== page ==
Look at the cross section of the beam.  Notice it is wider after the lens, which represents an increased image scale and greater magnification of the image.

 

This divergence, however, definitely would have a different character depending on the rays hitting the bottom lens.

If the lens is made such that there is still some divergence after the positive lens, the picture in B might pertain, and this seems to be the case

for the 5X PowerMate since the magnification continues to increase with increased distance from the lens.

 

A Focal REDUCER would have a shrinking light cone after it, so that increasing distance would result in a smaller image scale.  A good example is the f/6.3 SCT reducer, which functions more like f/5.5

or even f/5 when a large 2" diagonal is used with a greater back focus than the 1.25" diagonal and eyepieces for which it was designed.

 

Here's the thing about a negative lens--it has a distinct curvature and focal length.  So, the angular divergence of the beam after the lens depends on the angle of the rays entering it (not the %).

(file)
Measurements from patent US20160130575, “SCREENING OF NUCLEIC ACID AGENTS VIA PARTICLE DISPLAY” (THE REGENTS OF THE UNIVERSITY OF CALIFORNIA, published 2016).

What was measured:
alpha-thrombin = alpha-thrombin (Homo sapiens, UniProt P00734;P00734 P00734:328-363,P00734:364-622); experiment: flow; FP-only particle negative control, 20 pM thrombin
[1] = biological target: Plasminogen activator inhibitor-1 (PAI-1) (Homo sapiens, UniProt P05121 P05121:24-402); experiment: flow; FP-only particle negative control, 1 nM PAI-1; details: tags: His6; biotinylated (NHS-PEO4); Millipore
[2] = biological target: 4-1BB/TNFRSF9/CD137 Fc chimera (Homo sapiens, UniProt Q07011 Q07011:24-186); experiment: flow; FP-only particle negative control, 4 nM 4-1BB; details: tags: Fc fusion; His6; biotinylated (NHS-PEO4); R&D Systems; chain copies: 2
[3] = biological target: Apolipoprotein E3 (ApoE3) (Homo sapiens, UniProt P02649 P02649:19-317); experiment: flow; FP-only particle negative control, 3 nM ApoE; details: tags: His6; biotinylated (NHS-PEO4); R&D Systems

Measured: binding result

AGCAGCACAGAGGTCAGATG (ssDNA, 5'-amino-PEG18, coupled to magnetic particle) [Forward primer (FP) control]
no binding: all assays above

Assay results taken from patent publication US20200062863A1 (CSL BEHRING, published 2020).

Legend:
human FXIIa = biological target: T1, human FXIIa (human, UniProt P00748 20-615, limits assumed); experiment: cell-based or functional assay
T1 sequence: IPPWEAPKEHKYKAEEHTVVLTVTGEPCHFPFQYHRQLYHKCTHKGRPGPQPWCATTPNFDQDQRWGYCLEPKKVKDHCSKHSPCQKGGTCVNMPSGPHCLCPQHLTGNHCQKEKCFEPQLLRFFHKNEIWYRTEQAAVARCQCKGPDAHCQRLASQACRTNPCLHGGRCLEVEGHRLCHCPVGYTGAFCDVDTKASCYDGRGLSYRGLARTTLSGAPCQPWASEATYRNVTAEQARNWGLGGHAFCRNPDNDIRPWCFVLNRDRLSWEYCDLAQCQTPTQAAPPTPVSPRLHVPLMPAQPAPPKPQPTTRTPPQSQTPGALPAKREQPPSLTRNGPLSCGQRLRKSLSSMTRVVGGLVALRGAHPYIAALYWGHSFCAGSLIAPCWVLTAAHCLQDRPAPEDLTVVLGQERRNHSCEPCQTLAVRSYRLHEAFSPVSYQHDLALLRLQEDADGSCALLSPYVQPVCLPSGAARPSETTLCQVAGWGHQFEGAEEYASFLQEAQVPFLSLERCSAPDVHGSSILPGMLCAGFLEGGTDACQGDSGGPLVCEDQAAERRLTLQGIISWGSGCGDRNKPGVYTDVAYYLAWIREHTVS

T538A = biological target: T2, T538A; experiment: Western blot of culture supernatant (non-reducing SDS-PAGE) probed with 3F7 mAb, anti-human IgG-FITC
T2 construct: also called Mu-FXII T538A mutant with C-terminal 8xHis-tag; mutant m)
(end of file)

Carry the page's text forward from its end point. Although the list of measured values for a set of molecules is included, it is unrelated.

If all rays hitting the lens are parallel, it will expand the field at a particular rate.  If the rays hitting the lens are strongly converging, one way to think of it is that a 2X diverging lens turns f/3 to f/6 (like the first half of A) but turns f/10 to f/20 (like the first half of B). Needless to say, the slower the light cone entering the negative lens, the closer to parallel they will be after exiting. The rays will still converge, but at a much slower rate.  The % of increase of the apparent focal length would be the same, however.